“The biggest question right now is what, if anything, is still being released from the site above all else,” says Peter DeCarlo, a professor of environmental health at Johns Hopkins University. “If there are still residual chemical emissions, then this still poses a danger to people living in this area.”

An environmental group removing dead fish downstream from the train derailment site REUTERS/ALAN FREED

The accident

It was 9pm on February 3rd when 50 carriages on a South Norfolk train, which had 141 in all, derailed, causing a fire near the dangerous reagents, which kept firefighters away for days. The derailment, which caused no casualties, was likely caused by mechanical problems in one of the railcars’ axles, the National Transportation Safety Board (NTSB) said.

The incident caused further concern nearly 48 hours after it took place, when changing conditions in a rail car caused authorities to warn of a possible “big explosion”. Authorities conducted a “controlled release” of vinyl chloride on Monday to prevent an explosion, and on Wednesday allowed residents to return.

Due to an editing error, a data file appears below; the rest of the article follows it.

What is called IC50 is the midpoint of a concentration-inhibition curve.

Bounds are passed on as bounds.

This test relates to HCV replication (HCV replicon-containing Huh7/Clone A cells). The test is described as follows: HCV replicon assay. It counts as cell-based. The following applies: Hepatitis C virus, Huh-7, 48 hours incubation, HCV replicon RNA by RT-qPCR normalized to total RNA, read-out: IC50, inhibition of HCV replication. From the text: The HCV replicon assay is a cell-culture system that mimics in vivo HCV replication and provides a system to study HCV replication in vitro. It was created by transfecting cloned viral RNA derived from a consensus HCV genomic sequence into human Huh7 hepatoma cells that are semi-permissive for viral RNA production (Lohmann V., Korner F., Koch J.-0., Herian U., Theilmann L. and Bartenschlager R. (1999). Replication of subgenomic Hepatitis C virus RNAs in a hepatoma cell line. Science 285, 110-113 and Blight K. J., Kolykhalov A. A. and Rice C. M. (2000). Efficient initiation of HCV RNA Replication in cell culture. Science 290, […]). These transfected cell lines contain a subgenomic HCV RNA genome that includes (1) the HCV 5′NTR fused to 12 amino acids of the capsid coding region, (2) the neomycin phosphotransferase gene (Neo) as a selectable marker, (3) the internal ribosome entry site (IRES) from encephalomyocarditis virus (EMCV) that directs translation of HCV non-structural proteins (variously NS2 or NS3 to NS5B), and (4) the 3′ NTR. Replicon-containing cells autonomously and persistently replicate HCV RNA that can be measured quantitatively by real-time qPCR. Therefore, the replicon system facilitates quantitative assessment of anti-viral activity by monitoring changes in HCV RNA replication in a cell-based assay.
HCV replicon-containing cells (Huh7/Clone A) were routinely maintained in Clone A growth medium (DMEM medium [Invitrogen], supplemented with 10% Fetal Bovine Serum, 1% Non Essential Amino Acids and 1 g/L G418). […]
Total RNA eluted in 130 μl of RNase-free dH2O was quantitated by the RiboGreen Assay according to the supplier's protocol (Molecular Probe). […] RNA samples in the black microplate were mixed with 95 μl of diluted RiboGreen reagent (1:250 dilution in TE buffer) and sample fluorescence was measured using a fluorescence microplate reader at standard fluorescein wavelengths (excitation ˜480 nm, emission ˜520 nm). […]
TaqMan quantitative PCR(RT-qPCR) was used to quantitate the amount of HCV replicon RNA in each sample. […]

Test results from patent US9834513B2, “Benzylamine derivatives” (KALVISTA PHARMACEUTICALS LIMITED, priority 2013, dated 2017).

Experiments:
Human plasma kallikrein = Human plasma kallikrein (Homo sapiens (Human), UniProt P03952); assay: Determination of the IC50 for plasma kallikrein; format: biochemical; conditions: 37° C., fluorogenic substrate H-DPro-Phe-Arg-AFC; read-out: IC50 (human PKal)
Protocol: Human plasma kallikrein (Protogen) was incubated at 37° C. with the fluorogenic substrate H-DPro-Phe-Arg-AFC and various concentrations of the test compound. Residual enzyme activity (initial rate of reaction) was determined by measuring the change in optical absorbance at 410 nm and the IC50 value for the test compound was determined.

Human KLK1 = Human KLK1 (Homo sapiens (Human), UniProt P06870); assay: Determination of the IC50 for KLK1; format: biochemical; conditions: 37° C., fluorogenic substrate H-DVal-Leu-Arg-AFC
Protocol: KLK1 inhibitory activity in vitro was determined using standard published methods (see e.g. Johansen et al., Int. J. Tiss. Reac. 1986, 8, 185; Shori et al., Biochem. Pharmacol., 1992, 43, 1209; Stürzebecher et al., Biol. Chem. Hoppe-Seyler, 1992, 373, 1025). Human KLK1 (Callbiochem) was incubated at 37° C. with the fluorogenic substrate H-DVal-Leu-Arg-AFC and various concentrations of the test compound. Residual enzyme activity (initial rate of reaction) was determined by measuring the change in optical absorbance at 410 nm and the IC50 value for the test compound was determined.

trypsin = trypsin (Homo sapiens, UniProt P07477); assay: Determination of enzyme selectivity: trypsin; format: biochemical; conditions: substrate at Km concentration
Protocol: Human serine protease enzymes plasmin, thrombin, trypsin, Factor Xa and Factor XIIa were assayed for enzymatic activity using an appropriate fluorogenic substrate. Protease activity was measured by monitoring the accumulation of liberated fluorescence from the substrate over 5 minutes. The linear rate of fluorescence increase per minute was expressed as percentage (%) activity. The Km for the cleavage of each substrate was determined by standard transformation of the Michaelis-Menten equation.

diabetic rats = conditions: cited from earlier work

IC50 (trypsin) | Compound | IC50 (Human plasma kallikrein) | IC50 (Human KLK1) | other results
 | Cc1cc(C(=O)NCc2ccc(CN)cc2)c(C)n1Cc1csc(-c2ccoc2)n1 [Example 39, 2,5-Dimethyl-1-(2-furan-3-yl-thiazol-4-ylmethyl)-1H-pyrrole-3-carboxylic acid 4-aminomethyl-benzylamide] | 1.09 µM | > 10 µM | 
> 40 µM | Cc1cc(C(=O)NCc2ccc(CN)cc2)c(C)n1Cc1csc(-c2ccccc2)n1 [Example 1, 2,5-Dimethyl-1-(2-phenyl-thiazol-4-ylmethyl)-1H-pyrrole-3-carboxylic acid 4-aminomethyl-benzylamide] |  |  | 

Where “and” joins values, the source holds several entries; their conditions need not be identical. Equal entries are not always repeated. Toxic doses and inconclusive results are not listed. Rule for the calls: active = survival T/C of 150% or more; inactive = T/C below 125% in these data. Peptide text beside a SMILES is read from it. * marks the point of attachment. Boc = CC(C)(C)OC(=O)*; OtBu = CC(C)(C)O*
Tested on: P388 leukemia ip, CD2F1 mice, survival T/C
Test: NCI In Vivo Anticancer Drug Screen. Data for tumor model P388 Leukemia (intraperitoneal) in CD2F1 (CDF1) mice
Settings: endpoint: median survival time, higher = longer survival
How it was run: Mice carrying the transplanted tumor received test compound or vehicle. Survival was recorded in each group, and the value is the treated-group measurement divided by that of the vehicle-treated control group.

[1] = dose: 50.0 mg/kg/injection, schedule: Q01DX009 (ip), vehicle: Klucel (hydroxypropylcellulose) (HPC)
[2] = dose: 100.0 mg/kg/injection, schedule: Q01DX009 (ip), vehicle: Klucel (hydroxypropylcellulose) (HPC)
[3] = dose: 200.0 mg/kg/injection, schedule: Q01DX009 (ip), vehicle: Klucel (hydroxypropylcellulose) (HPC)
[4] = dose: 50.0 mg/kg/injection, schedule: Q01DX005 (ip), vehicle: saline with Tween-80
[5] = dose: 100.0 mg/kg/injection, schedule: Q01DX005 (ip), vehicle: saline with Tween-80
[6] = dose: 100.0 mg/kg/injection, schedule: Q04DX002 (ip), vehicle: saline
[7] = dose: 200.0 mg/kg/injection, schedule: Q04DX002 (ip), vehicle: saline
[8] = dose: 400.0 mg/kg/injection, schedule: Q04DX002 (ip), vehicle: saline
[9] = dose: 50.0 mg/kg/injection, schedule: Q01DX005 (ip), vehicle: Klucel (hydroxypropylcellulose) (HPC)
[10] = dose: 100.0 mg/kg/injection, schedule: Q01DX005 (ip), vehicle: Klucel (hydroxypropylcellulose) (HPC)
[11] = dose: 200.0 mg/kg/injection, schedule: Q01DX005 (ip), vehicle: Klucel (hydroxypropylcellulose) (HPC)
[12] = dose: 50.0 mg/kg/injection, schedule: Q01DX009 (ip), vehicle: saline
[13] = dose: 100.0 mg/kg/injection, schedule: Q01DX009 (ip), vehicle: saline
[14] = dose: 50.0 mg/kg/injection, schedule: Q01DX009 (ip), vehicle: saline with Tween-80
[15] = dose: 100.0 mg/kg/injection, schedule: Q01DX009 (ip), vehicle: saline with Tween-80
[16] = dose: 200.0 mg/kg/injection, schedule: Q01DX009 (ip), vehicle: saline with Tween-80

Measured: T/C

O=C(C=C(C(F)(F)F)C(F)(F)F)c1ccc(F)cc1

According to Eric Whitining, who lives in this area, there are nights when the air smells like “pool with excess chlorine” and your eyes sting. This resident returned to his home on the day the authorities lifted the evacuation order. Eric stresses that he cannot move his family of five away from home, so he says he has no choice but to stay and follow the instructions of the authorities.

“For a small town, we have to trust them, because what else can we do?” he asks. “We have to trust that they are not lying to us.”

More than 1,000 people — residents, local businesspeople, and anyone else who might have been harmed by the exposure — were affected, according to data contained in one of four lawsuits Ohio and Pennsylvania residents filed against Norfolk Southern.